Finding replacements for cast or crew members who test positive or contract COVID is not easy for theaters. Many regional theaters don’t have the pockets deep enough to hold stunt doubles or swings (performers who can play any role at any time). And it’s even harder to find replacements for people doing highly specialized work behind the scenes. “If an audio engineer comes down with COVID,” Ellinghaus notes, “it’s not easy to put another person in that position.”

While the financial cost is devastating in itself, quantifying the emotional toll the continued COVID disruptions are taking on theater workers is harder to quantify. Hospitality workers (those who interact with customers at the ticket office, in the lobby and in the auditorium) now face staff shortages when workers are absent with COVID and customer service emergencies when tickets must be repaid quickly. Additionally, employees are now tasked with responsibilities such as verifying vaccination cards and enforcing mask requirements. “The problem is that we’re asking people who have taken this job because they love theater to make public health calls and it’s just incredibly stressful,” the marketing director said. Olney, Joshua Ford.

Erin Murillas, the Signature Theatre’s longtime box office manager, notes that her staff had to refund or replace 4,200 individual tickets for To rent between Christmas and New Year’s Eve while facing staff shortages. “Audiences see when an actor tests positive and needs to be absent, but staff members who test positive have the same impact. It was a mad scramble to find cover and refund tickets.

Patrons of theaters in December likely saw senior employees stepping in as ticket takers, ushers or vaccine card checkers. Ellinghaus was checking vaccination cards at Olney one day, covering an employee who had been out with COVID, when an elderly customer told him he had forgotten his vaccination card. During a conversation, Ellinghaus discovered that they were both using the same healthcare provider. She was able to download the app to the client’s phone and help them find proof of vaccination. “The show started ten minutes late that day,” Ellinghaus recalls, “but we do everything we can to make it work.”

Since COVID first closed theaters in March 2020, various county, state, and federal grants have been made available to theaters. These grants allowed theaters to retain staff and pay for infrastructure costs such as mortgages and utilities throughout the 18-month shutdown. But these grants come with stipulations that the funds must be used by specific dates, most of which have already passed.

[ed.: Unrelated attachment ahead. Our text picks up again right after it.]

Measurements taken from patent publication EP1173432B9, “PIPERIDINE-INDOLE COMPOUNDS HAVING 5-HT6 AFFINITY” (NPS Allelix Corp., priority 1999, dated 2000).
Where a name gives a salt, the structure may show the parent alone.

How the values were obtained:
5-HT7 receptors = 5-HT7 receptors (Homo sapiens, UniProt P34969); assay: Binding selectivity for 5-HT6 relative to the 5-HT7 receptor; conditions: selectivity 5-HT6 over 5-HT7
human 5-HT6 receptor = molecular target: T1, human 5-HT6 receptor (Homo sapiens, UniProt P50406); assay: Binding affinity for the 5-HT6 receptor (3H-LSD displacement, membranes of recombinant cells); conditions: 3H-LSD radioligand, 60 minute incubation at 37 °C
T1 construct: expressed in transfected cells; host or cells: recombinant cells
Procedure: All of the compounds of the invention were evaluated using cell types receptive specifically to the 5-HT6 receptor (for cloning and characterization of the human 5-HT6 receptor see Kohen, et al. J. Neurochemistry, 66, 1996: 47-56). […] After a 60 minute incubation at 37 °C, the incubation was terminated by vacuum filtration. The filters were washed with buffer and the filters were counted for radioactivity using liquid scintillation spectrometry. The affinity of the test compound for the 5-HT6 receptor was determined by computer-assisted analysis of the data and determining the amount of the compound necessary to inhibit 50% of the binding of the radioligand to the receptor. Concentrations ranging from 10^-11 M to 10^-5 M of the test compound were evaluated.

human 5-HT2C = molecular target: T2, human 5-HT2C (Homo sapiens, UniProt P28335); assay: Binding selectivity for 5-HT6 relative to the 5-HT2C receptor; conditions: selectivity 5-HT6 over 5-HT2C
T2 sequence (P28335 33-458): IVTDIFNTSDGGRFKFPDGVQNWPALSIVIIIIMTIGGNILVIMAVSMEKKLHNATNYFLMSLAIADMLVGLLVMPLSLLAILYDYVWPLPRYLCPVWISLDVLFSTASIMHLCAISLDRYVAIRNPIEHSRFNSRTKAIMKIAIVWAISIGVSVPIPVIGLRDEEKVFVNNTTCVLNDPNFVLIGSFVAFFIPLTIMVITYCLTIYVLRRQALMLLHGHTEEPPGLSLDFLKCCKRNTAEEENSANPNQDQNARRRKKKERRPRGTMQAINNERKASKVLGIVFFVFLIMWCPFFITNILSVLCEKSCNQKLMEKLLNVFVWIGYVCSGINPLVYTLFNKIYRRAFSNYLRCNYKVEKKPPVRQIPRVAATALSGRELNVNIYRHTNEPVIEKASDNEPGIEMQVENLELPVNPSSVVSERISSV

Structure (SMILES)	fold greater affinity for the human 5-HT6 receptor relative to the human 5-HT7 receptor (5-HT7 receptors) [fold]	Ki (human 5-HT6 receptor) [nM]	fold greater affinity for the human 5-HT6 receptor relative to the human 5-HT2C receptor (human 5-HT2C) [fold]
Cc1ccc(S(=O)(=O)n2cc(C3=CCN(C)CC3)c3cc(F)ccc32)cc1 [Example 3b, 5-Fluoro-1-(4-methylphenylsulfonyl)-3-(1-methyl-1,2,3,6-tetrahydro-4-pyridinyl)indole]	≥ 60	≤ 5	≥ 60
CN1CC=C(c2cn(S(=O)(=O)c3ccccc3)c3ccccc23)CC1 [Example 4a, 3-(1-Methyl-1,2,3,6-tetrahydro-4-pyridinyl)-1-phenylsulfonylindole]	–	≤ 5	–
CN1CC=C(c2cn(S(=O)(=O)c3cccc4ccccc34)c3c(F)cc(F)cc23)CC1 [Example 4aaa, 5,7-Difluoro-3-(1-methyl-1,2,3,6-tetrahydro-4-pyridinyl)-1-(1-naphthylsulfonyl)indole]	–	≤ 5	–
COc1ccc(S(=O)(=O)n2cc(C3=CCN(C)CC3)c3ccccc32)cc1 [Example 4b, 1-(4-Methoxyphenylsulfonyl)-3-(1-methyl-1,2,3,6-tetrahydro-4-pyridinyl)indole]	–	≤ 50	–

When omicron arrived, the only remaining source of funding was the Shuttered Venue Operators Grant, a federal grant from the US Small Business Administration. Funds from this grant have helped theaters like Olney and Signature meet unforeseen expenses over the past month. But there is absolutely no room for maneuver in the future.

Ellinghaus hopes that government institutions will restore some of the subsidies that have enabled theaters to survive the pandemic to date. “We now live in an endemic,” she says. “It’s not going to end anytime soon, and the costs of testing, cancellations, social distancing and easing isolation will continue. Where will theaters find the money to help keep the community safe? »

Raising ticket prices is not an option, says Ellinghaus. Both Olney and Signature point to their patrons as their biggest supporters and note that patron donations have steadily increased since the onset of COVID.

And that’s what’s worth it, says Jennifer Buzzell, Chief Marketing Officer at Signature. “We have a staff meeting today and we are going to celebrate all our successes. It was really difficult, but the joy of the audience during the live performances is undeniable.

Ellinghaus agrees. “For all the challenges, there are no regrets. I am so proud of what our community has done. Artists, staff and audience. The messages we have received regarding The beauty and the Beast and Hedwig were some of the best feedback we’ve ever received about the difference these shows make for people. It really reminded us that what we do matters. It’s as vital as anything else, and without it, our community suffers.

Correction: A previous version of this article incorrectly stated that Actors’ Equity prohibits theaters from hiring unvaccinated performers.